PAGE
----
Interior is processing offshore oil permits despite drilling pause

Interior is processing offshore oil permits despite drilling pause
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The Interior Department is reviewing permits from companies interested in exploring the coast for potential sources of oil, despite the agency announcing a pause in its offshore drilling plans, Reuters reported Monday.

Interior is reportedly in the process of reviewing permits for seismic testing, a process that blasts air below the water to create sound waves that can be used to map out natural resources. The method is strongly opposed by environmental groups as it serves as a precursor to drilling and also alarms marine life, particularly the endangered North Atlantic right whale.

Interior did not immediately respond to request for comment.

Interior Secretary David Bernhardt last week said pending lawsuits challenging the administration's ability to drill off the Atlantic Coast and near Alaska pushed the agency to back away from the rollout of plans that were expected shortly.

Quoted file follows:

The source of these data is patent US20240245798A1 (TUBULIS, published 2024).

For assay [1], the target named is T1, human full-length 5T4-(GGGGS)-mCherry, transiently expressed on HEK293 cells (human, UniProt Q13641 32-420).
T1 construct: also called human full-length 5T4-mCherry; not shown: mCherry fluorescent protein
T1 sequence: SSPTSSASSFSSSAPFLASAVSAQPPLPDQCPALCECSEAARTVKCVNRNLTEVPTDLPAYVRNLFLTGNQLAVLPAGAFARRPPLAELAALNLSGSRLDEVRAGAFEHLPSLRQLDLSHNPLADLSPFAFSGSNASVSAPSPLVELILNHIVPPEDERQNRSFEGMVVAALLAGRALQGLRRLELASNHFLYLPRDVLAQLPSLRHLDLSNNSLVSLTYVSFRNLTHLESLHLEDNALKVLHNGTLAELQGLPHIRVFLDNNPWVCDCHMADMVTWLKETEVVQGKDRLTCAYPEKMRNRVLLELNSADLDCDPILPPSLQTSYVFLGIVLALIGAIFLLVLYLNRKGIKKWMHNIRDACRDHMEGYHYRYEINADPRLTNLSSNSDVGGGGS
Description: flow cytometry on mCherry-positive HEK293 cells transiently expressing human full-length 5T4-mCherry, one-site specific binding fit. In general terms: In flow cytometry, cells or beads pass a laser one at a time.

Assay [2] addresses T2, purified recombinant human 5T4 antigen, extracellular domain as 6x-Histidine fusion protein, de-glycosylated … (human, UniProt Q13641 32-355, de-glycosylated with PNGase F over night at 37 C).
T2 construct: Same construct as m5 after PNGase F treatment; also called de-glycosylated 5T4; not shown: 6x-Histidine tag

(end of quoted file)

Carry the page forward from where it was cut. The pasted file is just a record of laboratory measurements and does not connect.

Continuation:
“By the time the court rules, that may be discombobulating to our plan,” Bernhardt told the Wall Street Journal. “What if you guess wrong? ... I’m not sure that’s a very satisfactory and responsible use of resources.”

His comments came as the agency was facing significant pressure from coastal lawmakers to forgo offshore drilling along their coastlines.

A bipartisan group of Florida lawmakers introduced a bill to ban drilling off the state's coast, and Virginia Democrats sent a letter to Bernhardt voicing opposition to drilling in their coastal waters.

Five companies have applied for permits to perform seismic blasting from Delaware to as far south as Florida.

Oceana, a marine life advocacy group, sued the administration late last year to prevent the use of seismic blasting but is still waiting to hear whether a federal judge will halt future seismic blasting while the case proceeds.

Oceana previously questioned whether offshore drilling was momentarily sidelined or halted entirely.

“Seismic airgun blasting is a major investment by industry in a future of dirty and dangerous offshore drilling," Diane Hoskins, Oceana campaign director, said in a statement to The Hill. "A delay is good news for the drilling plan but what the public and coastal business leaders really want is for the new areas to be completely off the table."